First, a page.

Comparing within a region offers a perspective with less noise in these variables. The Midwest is the best regional mix of monopoly and restructured states. Illinois, Michigan and Ohio had the highest retail rates in the Midwest prior to restructuring. Now, Illinois and Ohio – the only two restructured Midwest states – have the lowest rates. Michigan remained higher than average.
It’s important to remember states that restructured had higher rates in the first place, so it’s better to compare retail price trends than absolute levels. The weighted-average retail price in monopoly states increased 15% from 2008 to 2016, while it decreased 8% in restructured states.
4. “Significant policy discussions at the federal level are currently focusing on what the future “mix” of baseload power should look like to maintain a reliable electric system. One critical question is how consumers will be protected from unanticipated price increases and variability that may arise out of a changing baseload portfolio.” In making this point, the Georgia report cites a study with such profound flaws that the technical lead on the Energy Department’s grid reliability study said it has “so many factual, logical and methodological flaws that it is wholly unsuitable to inform serious public policy.”
The baseload debate ended in 2017, with the conclusion that baseload retirements are generally a sign of healthy markets. First, baseload is a type of operational mode, not a reliability service. An R Street Institute report separates the political connotation of “baseload” from the industry definition of the term (e.g., many coal plants no longer operate in a baseload role but retain the political label). Stressing the promotion or retention of baseload is not a relevant policy focus. This perspective is shared by the independent auditors of all competitive wholesale power markets, which view subsidies that prevent so-called “baseload” retirements as their primary concern.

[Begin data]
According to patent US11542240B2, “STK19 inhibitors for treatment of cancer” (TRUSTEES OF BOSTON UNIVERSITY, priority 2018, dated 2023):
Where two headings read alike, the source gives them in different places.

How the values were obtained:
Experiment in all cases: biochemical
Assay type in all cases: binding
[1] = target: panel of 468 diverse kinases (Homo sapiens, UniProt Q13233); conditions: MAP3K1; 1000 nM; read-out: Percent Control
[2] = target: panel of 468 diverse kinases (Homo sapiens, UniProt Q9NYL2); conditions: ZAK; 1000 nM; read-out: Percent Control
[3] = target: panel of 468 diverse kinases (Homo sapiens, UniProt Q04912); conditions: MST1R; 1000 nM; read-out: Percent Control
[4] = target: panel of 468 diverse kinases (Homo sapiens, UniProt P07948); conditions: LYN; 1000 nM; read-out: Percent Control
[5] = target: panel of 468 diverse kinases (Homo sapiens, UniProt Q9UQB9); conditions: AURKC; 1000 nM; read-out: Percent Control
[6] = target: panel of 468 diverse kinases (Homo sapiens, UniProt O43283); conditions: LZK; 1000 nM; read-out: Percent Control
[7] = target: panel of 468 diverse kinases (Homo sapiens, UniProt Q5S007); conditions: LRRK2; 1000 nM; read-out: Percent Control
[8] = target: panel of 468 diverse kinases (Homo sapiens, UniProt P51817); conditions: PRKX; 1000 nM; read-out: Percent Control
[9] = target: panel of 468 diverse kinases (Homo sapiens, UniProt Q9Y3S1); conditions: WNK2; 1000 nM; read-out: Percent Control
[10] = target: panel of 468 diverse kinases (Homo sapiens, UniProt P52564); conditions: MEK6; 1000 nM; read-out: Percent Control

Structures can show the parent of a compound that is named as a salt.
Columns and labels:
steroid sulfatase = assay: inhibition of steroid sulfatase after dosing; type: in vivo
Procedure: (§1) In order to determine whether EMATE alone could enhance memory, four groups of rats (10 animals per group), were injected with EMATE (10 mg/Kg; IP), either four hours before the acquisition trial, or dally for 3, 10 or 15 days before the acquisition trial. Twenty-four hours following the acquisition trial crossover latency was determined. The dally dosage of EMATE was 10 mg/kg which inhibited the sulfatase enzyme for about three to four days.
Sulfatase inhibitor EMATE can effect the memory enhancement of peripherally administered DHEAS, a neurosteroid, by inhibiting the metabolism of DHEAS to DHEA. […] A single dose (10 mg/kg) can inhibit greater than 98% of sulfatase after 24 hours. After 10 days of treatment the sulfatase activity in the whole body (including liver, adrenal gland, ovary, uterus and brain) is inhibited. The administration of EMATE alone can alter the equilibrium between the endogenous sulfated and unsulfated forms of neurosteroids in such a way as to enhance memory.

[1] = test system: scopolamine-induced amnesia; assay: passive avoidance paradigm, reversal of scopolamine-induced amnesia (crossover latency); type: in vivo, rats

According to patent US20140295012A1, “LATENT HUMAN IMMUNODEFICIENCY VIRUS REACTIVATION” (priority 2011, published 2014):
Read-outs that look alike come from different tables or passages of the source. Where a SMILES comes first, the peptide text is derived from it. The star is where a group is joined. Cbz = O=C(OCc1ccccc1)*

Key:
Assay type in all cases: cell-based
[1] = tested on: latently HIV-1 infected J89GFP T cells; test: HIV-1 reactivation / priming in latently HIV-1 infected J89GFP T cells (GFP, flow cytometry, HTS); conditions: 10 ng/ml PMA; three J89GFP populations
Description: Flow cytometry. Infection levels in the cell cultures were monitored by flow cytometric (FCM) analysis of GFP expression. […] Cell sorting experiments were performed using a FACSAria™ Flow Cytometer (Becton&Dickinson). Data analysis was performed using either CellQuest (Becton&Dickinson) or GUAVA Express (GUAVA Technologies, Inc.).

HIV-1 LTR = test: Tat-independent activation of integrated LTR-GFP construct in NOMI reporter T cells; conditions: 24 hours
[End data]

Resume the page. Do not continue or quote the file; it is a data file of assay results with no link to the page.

The baseload retirement scare has been a false narrative promoted by rent-seeking interests seeking subsidies for unprofitable power plants. The Department of Energy’s 2017 grid reliability study that, if anything, held a bias toward concern over baseload retirements did not find reliability problems. The technical lead on the study said “as a root cause of retirements, wholesale competition worked as intended, driving inefficient, high-cost generation out of the market.”
5.“Electricity, as an “essential service,” must continue to be provided in an affordable and reliable way that promotes public safety and bolsters resilience to natural disasters.” The report goes on to claim that monopolies are better situated for resiliency and that restructuring could disrupt resiliency efforts by regulatory bodies and monopoly utilities. There’s simply no evidence to back this up (more below). As the Federal Energy Regulatory Commission noted in January, there is no uniform definition for resilience, and the Energy Department highlighted in 2017 that grid operators define criteria for resilience and examine resilience impacts. In short, the concept, let alone metrics, for resiliency are so immature that no definitive conclusion can be reached about the resilient performance of any electric system. As far as reliability goes, competitive power markets have actually demonstrated increasing reliability metrics while lowering costs. The bottom line is the literature shows that competitive markets are capable of attracting sufficient investment for grid reliability, and that the relevant policy question is therefore about the relative economic efficiency of different investment paradigms.